What is a hero?

This week Zimbabwe celebrated Heroes day, an important day in the life of our country. It is a day we remember all those who gave their lives to liberate Zimbabwe to what it should have been, a better place than Rhodesia. I lost my grandfather in 1979, I never met him but I hear good things about him. My mother tells a story about how when he heard that the war was heating up in our rural area he instructed them to leave the village that very night – that was the last time they saw him alive. I always wonder if he were to come back just for a day would he be happy he ‘died’ for this nation?

My aunt tells her story about how she was sick of the way things were in the 70s such that she decided to go join the liberation, on their way before they made it far they met the Rhodesian army and were thoughly beaten for wanting to liberate their country – she lost her hearing that day. I always wonder how she feels looking at the state of the nation today.

There are so many stories of people who died, those who gave themselves and a whole lot more to liberate the country that they loved. It led me to ponder on the meaning of a hero. How do we define a hero in this country? When I think of heroes I don’t think about the few privileged that are buried at national and provisional heroes acres. I think of the war that was fought on all fronts, that’s why there was victory. I think of those who fought at the war front, the mujibhas and chimbwidos who ferried what ever was needed, the villagers who endured abuse from all fronts, those that fed and clothed the fighters. Let us not forget those that suffered in silence, raped and killed for being sell-outs in the name of the war. In the success story of Zimbabwe, lies a lot of pain and unresolved conflict. The war is over but far from over.

Let us not forget the heroes of Zimbabwe who have fought on from 1981 to date. Let us not forget those whose lives were taken by senseless violence in our nation. Those whose names are unspoken off who died during gukurahundi- the children who never saw the light of day, ripped out of their mother’s bellies. The many people who have died because of what we call ‘political violence’ but I call sanctioned intolerance. Since ‘independence’ we have lost many heroes along the way whom we may never know fully but their only crime was loving their country too much.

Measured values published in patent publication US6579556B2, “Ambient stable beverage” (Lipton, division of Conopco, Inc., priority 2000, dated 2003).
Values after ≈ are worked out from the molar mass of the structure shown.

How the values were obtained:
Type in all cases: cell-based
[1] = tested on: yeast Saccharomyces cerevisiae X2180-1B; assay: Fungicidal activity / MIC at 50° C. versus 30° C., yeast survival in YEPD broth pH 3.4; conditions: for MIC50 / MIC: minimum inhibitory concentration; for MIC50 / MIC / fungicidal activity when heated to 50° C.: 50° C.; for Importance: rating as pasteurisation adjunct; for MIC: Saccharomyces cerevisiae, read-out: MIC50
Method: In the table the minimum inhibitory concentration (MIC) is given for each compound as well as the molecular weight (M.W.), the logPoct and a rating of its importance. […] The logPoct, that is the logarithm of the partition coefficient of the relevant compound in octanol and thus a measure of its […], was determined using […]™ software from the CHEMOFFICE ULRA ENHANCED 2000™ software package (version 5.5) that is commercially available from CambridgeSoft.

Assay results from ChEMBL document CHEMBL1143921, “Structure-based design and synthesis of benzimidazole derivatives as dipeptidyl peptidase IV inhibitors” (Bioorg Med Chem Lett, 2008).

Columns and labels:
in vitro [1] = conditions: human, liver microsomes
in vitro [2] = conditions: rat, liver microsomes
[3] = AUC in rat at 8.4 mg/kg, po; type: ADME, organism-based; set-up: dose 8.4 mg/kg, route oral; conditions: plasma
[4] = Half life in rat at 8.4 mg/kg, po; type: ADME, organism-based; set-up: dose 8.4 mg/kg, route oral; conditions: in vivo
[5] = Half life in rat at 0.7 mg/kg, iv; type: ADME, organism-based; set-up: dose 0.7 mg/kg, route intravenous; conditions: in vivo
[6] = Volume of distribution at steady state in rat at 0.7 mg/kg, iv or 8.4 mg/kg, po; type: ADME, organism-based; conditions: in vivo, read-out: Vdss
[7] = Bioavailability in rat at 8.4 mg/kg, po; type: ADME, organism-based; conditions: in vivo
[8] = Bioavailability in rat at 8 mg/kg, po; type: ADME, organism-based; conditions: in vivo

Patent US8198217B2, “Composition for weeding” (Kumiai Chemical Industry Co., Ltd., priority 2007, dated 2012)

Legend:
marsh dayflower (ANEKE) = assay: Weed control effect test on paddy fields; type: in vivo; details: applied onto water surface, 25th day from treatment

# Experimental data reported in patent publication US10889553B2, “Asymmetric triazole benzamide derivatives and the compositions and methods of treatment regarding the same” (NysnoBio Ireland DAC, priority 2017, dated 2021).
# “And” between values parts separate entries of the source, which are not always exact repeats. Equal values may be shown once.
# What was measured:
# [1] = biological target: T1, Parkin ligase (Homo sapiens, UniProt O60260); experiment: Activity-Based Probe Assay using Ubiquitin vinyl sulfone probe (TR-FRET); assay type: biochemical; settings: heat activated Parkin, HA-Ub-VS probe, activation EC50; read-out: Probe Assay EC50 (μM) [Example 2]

Let us not forget about the most important heroes of our time, every Zimbabwean without privilege trying to make it through everyday. Those who have lived through internal massacres political and economical. The heroes who lost everything they had worked so hard to save to be left with nothing and start over again in their 60s. Those that fight so hard to get an education and yet find themselves roaming the streets for two or three years unemployed. Those that live through the guilt of having spent the family money getting an education but have been unable to give back to their families. Let us not forget the many who have left everything they know to settle in a foreign country so as to be able to support your family, whilst longing for the same family. Remembering the heroes that spend day and night in the streets of Harare trying to make a dollar out of fifty cents, those that labour much and get little in return. Finally, the thousands that have perished on our roads trying to make a living for their families.

To me heroes are not only those that fought in the war, but the many who continue to amaze me. Have you never wondered how your parents sent you all to school earning what they did? I stand in awe of you Zimbabweans, as we celebrate heroes this week I think most of you are phenomenal people.
To all Zimbabweans making an honest living in these difficult times, you are my heroes, to those dearly departed, we remember you always.

Happy heroes Zimbabwe!

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